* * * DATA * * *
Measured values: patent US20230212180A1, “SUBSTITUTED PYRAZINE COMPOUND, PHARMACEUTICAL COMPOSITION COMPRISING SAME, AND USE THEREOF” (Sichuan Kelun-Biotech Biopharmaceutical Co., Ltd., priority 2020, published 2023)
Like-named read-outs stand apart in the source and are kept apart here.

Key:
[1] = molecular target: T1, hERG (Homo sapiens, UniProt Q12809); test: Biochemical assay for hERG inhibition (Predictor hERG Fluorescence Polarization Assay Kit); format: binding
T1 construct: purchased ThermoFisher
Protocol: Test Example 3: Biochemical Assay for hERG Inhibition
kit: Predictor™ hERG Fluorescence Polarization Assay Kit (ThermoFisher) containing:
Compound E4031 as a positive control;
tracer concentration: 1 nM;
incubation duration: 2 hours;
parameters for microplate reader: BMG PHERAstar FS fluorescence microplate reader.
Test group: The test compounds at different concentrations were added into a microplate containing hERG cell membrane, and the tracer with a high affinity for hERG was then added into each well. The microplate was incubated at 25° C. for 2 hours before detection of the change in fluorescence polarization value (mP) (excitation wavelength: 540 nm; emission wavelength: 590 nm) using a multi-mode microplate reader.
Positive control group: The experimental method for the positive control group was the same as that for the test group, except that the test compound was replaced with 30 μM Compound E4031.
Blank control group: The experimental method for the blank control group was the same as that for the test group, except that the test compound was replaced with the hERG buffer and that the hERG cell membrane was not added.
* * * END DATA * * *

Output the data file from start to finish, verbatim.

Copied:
Measured values: patent US20230212180A1, “SUBSTITUTED PYRAZINE COMPOUND, PHARMACEUTICAL COMPOSITION COMPRISING SAME, AND USE THEREOF” (Sichuan Kelun-Biotech Biopharmaceutical Co., Ltd., priority 2020, published 2023)
Like-named read-outs stand apart in the source and are kept apart here.

Key:
[1] = molecular target: T1, hERG (Homo sapiens, UniProt Q12809); test: Biochemical assay for hERG inhibition (Predictor hERG Fluorescence Polarization Assay Kit); format: binding
T1 construct: purchased ThermoFisher
Protocol: Test Example 3: Biochemical Assay for hERG Inhibition
kit: Predictor™ hERG Fluorescence Polarization Assay Kit (ThermoFisher) containing:
Compound E4031 as a positive control;
tracer concentration: 1 nM;
incubation duration: 2 hours;
parameters for microplate reader: BMG PHERAstar FS fluorescence microplate reader.
Test group: The test compounds at different concentrations were added into a microplate containing hERG cell membrane, and the tracer with a high affinity for hERG was then added into each well. The microplate was incubated at 25° C. for 2 hours before detection of the change in fluorescence polarization value (mP) (excitation wavelength: 540 nm; emission wavelength: 590 nm) using a multi-mode microplate reader.
Positive control group: The experimental method for the positive control group was the same as that for the test group, except that the test compound was replaced with 30 μM Compound E4031.
Blank control group: The experimental method for the blank control group was the same as that for the test group, except that the test compound was replaced with the hERG buffer and that the hERG cell membrane was not added.